Voices In The Dark
On the 24th April 2018, we proudly hosted our first ever new writing showcase ‘Voices In The Dark’.
Featuring over 8 short plays shortlisted from over 100 submissions, Voices In The Dark aspired not only to showcase a superior calibre of new writing but to also provide a professional platform for emerging playwrights, actors and directors of which to launch their careers, and gain experience in the industry.
Connecting over 31 creatives with one another, Voices In The Dark sought to showcase and produce theatre exploring the social and political issues in our society. Pieces reflected the mood of our current socio-political environment and were required to touch upon one or more of the themes of gender, injustice and inequality.
Voices In The Dark, ran for one night at Greenwich Theatre, on Tuesday 24th April, 2018
Written by Luke Stapleton
Directed by Liam Fleming
Performed by Martin Donaghy as GRAHAM
There’s this guy, right. His name’s Harry. We’ve sort of become mates. We both like beer and watch the same sports. We grew up 150 spits away from each other (for those non-spitters – that’s not far). We’re about the same age and we’re both white. In socio-economic terms, we’re basically the same person.
Except we’re really not. Harry is not like me. And I’ll be fucked if I let them out there think he is. I’ve got to do something... Say something... Expose him for what he really is ... *sips whisky* … W-will you help me?
Written by Rebecca Robinson
Directed by Jodi Burgess
Hugh Barnett as GRAHAM
Isobel Eadie as KATE
Rachel Fenwick, Su McLaughlin and Shivi Hotwani as THE VOICES
At a time when guilt seems to be decided via public opinion, when social media grants everyone a voice and nobody a defence, when an accusation can be as damaging as a conviction, when the loudest shouter or the most emotive performer becomes the believed, how can we ever decide what really happened?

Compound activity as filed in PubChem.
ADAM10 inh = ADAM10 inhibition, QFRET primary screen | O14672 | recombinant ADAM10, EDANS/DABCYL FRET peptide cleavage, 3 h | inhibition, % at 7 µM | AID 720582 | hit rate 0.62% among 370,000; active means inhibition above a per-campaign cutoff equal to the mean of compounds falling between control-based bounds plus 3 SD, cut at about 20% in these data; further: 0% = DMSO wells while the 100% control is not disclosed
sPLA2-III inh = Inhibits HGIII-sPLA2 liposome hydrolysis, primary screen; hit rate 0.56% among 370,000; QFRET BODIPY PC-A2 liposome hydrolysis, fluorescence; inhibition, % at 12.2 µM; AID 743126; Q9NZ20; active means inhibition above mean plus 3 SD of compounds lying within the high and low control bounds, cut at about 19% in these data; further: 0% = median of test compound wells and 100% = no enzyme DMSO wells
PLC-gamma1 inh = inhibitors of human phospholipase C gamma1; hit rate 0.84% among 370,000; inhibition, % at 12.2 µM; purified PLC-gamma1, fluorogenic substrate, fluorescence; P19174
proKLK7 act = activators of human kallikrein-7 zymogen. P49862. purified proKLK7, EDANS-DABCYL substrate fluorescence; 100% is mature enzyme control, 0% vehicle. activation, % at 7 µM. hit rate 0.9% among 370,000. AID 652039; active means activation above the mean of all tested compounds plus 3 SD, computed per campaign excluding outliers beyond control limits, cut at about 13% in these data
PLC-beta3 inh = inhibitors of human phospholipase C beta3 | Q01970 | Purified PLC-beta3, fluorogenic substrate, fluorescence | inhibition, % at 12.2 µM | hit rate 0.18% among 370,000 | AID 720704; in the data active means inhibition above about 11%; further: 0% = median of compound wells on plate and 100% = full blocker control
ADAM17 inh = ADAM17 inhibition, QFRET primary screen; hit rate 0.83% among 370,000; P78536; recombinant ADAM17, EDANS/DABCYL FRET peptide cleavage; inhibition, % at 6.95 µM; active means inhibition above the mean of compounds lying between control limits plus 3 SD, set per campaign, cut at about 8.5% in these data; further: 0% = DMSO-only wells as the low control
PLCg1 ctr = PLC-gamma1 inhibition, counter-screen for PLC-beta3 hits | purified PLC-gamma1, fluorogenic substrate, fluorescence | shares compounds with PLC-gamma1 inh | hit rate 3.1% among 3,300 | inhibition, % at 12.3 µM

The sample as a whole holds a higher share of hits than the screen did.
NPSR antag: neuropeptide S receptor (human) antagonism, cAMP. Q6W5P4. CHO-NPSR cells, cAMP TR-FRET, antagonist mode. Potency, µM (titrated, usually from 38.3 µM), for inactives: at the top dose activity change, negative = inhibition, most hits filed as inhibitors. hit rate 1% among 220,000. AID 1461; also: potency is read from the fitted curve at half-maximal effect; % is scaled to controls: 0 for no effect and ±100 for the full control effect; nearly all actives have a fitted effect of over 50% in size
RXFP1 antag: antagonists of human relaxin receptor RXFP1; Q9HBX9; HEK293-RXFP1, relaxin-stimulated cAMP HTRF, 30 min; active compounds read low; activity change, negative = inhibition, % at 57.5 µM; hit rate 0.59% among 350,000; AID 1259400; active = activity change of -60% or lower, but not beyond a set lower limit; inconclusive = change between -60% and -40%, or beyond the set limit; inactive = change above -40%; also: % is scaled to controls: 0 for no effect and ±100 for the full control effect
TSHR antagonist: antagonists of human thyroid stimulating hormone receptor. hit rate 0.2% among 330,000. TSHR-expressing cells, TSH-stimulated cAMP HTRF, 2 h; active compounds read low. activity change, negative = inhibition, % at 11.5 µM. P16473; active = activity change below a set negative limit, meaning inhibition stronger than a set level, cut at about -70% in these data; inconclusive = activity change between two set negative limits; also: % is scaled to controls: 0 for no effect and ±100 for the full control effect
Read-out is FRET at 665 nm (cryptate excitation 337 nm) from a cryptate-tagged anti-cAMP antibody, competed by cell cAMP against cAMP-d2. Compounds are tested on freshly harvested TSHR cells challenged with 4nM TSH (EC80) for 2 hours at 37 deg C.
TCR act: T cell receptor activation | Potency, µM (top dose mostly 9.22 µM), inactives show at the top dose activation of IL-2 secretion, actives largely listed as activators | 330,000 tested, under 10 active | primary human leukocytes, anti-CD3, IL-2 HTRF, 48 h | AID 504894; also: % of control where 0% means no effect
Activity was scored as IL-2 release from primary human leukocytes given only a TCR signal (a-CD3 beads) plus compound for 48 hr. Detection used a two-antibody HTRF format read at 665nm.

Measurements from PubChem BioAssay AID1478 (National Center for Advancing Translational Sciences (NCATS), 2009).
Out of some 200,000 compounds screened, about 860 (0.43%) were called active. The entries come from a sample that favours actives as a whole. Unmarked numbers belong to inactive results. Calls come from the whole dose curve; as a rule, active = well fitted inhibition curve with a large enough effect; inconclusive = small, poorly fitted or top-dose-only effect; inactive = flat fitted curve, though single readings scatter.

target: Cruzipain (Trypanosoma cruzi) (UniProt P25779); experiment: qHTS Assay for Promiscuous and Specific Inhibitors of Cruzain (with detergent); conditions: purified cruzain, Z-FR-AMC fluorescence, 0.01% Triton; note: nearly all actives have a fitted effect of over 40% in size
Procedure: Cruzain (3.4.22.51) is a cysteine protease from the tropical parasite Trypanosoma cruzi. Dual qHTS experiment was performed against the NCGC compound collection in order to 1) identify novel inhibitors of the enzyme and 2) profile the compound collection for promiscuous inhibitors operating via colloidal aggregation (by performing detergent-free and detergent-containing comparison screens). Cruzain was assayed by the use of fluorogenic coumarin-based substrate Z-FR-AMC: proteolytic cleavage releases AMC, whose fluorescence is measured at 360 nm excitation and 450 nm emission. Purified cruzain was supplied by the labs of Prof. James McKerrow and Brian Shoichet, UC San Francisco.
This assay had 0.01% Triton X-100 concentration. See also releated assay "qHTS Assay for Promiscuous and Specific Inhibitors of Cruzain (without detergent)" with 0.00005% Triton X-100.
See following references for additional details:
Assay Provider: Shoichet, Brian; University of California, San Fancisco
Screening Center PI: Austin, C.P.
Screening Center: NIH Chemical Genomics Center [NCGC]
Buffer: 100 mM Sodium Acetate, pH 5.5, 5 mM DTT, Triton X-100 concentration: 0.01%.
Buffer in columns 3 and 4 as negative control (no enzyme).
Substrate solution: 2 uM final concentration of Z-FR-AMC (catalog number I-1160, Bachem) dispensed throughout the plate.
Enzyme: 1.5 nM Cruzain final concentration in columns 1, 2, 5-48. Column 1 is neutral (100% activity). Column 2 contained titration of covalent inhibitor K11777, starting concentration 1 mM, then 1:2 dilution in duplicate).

Choice is a piece that considers both sides of a “he-said/she-said” rape accusation and questions society's role in apportioning the blame.
HER, HIM, MOTHER AND OTHER
Written by Andy Pilkington
Directed by James Haddrell
Serin Ibrahim as HER
Samuel Lane as HIM
Su McLaughlin as MOTHER
Jessica Aquilina as OTHER
Her, Him, Mother and Other is a short play about four different people and their perspectives on domestic violence. To provide a different way of addressing this subject matter, and as an alternative to traditional prose, their stories are told through performance poetry.
HOW TO INVEST IN POVERTY
Written by Cassiah Joski-Jethi
Directed by Laura Wooff
Melissa Nolan as LACEY
Gabriella Margulies as SAMARA
Martin Donaghy as STRANGER/TUBE OPERATOR
In the busy mad-dash world of Central London, a high-flying financier Samara meets a smart and sharp young woman Lacey - who happens to be homeless. Their interaction explores typical attitudes towards individuals who are homeless, and how this can be challenged and changed, but is often sadly not.
Written by Azeem Bhati
Directed by Mike Cottrell
Shivi Hotwani as DARSHAN
Bhavik C Pankhania as SAMIR
Best friends since high school, Samir and Darshan have always shared similar thoughts and views about most things. But when Samir is drawn to one political party, Darshan struggles to understand Samir's choices and feels that he no longer recognises his friend. Will their friendship survive the challenges that will arise as a result of their newfound differences?
Written by Rachel Salisbury
Directed by Florance O’Mahony
Cassandra Hercules as TARA
Jamie O’Neill as OLLIE
It’s New Year’s Eve and the music in the club is terrible. Ollie and Tara have just met and escape to the bar to sing their own songs loudly to try and drown out the DJ. Sparks are flying between them and they know it. But as they get to know each other better, it is clear they have very different world beliefs.
Can two people really click if one of them lives a life that the other thinks is filled with injustice? How much do we let our core beliefs hold us back from making a connection with someone?
Written by Conor Gormally
Directed by Serin Ibrahim
Katrina McKeever as AINE
Sarah Agha as CLAIRE
Its 2009 and two girls are on a ferry across the Irish Sea. Aine and Claire watch their city go by and discuss all your normal teenager topics – anything to take their mind off why they’re here. They may be girls but already they’ve learned what it means to be a woman in Northern Ireland.
They’ve got each other and the patron saint of travellers watching their backs, so everything will be fine, right?
THE UNFORTUNATE TRIAL OF ROBIN GOODFELLOW
Written and directed by James Haddrell
Joseph Richardson as ROBIN GOODFELLOW
Martin Edwards as JUDGE
Rachel Fenwick as FAIRY 1
Alice De-Warrenne as FAIRY 2
As Theseus and his court retire to bed and the rude mechanicals head home flushed with the success of their performance, a cry rings out across fairyland - Puck, the apparent architect of the day's misadventures, is to be tried by a court of his peers. With a series of witnesses called from the countryside, the court and fairyland itself, is this an elaborate hoax or something altogether more sinister?